Smothered Chicken and Rice

Main Course

Recipe courtesy of The Gift of Southern Cooking

Serves 4 to 6

  • 1 large chicken (31/2-4 pounds), cut into 10 serving pieces (2 drumsticks, 2 thighs, 2 wings, I whole breast, quartered) plus back and neck
  • Sea or kosher salt to taste
  • 2 tablespoons unsalted butter
  • 1 small onion, peeled and diced
  • 1 small, leafy celery rib, diced
  • 5 cups water
  • 1-1/2 cups white rice, long- or short-grained

Smothered Chicken and Rice

Smothered  Chicken and Rice

Click image to enlarge


Wash the chicken pieces, and dry well with paper towels. Trim the tips from the chicken wings and discard. Season the chicken pieces very generously and thoroughly with the salt.

Heat the butter in a heavy Dutch oven or heavy pan over moderately low heat until it becomes frothy but not brown. Add the chicken pieces to the pot, and with a wooden spoon toss them about to coat them with the hot butter.

Cook slowly, turning the pieces occasionally, until they are a pale-golden color, about 5 minutes. Add the onion and celery to the pot, stir to combine, and cover tightly.

Reduce the heat to very low, and cook this way for approximately 20 minutes.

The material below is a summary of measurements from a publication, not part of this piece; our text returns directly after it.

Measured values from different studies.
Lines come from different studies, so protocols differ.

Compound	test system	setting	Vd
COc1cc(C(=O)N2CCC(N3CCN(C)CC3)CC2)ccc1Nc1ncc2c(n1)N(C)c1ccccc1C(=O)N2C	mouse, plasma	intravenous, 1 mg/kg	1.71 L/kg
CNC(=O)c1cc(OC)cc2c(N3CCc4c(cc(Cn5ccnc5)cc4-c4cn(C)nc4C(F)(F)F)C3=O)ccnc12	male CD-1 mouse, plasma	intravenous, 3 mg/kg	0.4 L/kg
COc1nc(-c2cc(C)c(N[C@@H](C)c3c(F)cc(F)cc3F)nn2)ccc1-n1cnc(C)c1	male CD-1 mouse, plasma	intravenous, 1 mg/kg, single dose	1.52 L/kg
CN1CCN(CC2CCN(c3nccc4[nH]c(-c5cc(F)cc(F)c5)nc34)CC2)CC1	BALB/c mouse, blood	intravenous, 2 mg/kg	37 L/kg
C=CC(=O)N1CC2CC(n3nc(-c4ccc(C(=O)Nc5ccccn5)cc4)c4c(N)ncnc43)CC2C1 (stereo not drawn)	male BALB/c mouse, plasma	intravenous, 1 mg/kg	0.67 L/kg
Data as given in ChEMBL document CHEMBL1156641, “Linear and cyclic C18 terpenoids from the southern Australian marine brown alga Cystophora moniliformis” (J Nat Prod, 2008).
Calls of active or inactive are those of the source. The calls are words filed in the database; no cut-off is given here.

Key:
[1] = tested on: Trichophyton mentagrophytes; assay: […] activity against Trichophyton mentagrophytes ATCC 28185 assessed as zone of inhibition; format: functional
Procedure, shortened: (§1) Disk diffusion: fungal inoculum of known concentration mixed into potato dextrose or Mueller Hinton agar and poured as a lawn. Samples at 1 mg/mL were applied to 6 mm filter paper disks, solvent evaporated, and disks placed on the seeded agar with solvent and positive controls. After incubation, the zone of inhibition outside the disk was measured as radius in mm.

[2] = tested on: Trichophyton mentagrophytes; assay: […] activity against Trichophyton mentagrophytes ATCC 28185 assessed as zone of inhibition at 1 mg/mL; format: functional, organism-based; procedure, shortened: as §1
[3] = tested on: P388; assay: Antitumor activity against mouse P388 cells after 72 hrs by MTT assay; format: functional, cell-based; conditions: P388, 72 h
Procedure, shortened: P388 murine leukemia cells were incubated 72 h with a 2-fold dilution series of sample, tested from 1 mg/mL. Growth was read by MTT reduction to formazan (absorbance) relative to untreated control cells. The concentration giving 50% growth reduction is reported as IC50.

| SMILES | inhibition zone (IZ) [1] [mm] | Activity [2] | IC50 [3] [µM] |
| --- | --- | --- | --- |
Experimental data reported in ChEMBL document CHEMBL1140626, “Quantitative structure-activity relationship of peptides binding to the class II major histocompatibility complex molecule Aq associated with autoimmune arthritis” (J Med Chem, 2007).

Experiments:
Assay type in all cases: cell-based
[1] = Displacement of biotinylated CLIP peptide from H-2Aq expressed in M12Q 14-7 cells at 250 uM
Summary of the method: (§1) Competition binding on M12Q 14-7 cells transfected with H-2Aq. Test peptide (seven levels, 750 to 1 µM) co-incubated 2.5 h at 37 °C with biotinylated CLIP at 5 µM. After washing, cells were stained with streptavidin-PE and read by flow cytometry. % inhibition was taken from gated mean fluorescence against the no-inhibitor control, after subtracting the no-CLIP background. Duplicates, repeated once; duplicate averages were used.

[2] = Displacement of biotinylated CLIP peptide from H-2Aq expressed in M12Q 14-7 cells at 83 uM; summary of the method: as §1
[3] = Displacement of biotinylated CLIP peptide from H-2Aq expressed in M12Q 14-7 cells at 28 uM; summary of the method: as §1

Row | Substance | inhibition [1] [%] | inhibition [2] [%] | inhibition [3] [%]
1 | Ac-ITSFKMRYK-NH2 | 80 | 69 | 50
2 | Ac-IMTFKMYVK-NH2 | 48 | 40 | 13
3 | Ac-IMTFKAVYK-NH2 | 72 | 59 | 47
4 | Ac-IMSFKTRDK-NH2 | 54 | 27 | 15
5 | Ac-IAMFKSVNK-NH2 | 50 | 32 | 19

At the end of 20 minutes, remove the lid from the pot. You will be surprised by the amount of liquid released by the chicken and vegetables. Pour in the 5 cups of water. Increase the heat slightly, and cook, partially covered, for an additional 35 minutes.

Taste the broth carefully. It should be highly flavored and seasoned. Indeed, it should be on the salty side, because the rice will absorb a great deal of the seasoning. Stir in the rice and cover. Continue cooking at a low simmer for 30-45 minutes longer.

When most of the broth has been absorbed by the rice but the contents are still a bit soupy, remove the pan from the heat and allow to rest completely, covered, for 10 minutes before serving.

Note: For a more refined dish you may choose to leave the onion and celery whole and remove them along with the back and neckbone pieces before adding the rice


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